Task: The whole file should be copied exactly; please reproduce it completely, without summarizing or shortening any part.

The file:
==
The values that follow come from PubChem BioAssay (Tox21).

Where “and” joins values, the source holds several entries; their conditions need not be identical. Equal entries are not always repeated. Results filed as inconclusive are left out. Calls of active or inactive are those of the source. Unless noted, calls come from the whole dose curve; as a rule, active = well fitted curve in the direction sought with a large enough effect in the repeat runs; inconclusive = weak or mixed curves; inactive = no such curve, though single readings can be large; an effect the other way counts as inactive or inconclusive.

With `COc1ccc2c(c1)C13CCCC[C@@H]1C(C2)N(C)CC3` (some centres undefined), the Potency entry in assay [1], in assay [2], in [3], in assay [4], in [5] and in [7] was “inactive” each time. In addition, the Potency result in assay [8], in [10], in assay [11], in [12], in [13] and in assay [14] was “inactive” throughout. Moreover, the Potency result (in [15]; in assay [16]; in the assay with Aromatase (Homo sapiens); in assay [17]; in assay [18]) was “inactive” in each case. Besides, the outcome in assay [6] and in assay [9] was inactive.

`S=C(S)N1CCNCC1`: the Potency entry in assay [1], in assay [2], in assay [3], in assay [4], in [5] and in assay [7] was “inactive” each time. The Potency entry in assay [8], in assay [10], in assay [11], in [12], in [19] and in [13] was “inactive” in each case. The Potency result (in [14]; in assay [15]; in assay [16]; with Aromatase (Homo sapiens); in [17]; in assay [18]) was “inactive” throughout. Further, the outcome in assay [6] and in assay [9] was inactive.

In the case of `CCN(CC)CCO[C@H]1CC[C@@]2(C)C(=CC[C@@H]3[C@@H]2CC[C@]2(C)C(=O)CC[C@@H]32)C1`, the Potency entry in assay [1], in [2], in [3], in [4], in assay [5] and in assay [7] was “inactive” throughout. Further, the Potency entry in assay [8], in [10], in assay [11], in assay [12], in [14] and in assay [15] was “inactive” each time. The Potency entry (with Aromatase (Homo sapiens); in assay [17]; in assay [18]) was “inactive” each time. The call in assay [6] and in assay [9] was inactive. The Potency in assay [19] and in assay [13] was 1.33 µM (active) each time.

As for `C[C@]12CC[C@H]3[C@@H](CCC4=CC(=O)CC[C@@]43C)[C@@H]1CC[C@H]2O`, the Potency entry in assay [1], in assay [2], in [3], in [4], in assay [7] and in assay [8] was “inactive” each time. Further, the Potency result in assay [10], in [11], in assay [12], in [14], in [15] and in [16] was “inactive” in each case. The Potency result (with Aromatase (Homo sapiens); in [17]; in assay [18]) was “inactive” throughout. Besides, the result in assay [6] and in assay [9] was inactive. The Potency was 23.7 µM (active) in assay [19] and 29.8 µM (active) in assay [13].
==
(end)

The values that follow come from PubChem BioAssay (Tox21).

Where “and” joins values, the source holds several entries; their conditions need not be identical. Equal entries are not always repeated. Results filed as inconclusive are left out. Calls of active or inactive are those of the source. Unless noted, calls come from the whole dose curve; as a rule, active = well fitted curve in the direction sought with a large enough effect in the repeat runs; inconclusive = weak or mixed curves; inactive = no such curve, though single readings can be large; an effect the other way counts as inactive or inconclusive.

With `COc1ccc2c(c1)C13CCCC[C@@H]1C(C2)N(C)CC3` (some centres undefined), the Potency entry in assay [1], in assay [2], in [3], in assay [4], in [5] and in [7] was “inactive” each time. In addition, the Potency result in assay [8], in [10], in assay [11], in [12], in [13] and in assay [14] was “inactive” throughout. Moreover, the Potency result (in [15]; in assay [16]; in the assay with Aromatase (Homo sapiens); in assay [17]; in assay [18]) was “inactive” in each case. Besides, the outcome in assay [6] and in assay [9] was inactive.

`S=C(S)N1CCNCC1`: the Potency entry in assay [1], in assay [2], in assay [3], in assay [4], in [5] and in assay [7] was “inactive” each time. The Potency entry in assay [8], in assay [10], in assay [11], in [12], in [19] and in [13] was “inactive” in each case. The Potency result (in [14]; in assay [15]; in assay [16]; with Aromatase (Homo sapiens); in [17]; in assay [18]) was “inactive” throughout. Further, the outcome in assay [6] and in assay [9] was inactive.

In the case of `CCN(CC)CCO[C@H]1CC[C@@]2(C)C(=CC[C@@H]3[C@@H]2CC[C@]2(C)C(=O)CC[C@@H]32)C1`, the Potency entry in assay [1], in [2], in [3], in [4], in assay [5] and in assay [7] was “inactive” throughout. Further, the Potency entry in assay [8], in [10], in assay [11], in assay [12], in [14] and in assay [15] was “inactive” each time. The Potency entry (with Aromatase (Homo sapiens); in assay [17]; in assay [18]) was “inactive” each time. The call in assay [6] and in assay [9] was inactive. The Potency in assay [19] and in assay [13] was 1.33 µM (active) each time.

As for `C[C@]12CC[C@H]3[C@@H](CCC4=CC(=O)CC[C@@]43C)[C@@H]1CC[C@H]2O`, the Potency entry in assay [1], in assay [2], in [3], in [4], in assay [7] and in assay [8] was “inactive” each time. Further, the Potency result in assay [10], in [11], in assay [12], in [14], in [15] and in [16] was “inactive” in each case. The Potency result (with Aromatase (Homo sapiens); in [17]; in assay [18]) was “inactive” throughout. Besides, the result in assay [6] and in assay [9] was inactive. The Potency was 23.7 µM (active) in assay [19] and 29.8 µM (active) in assay [13].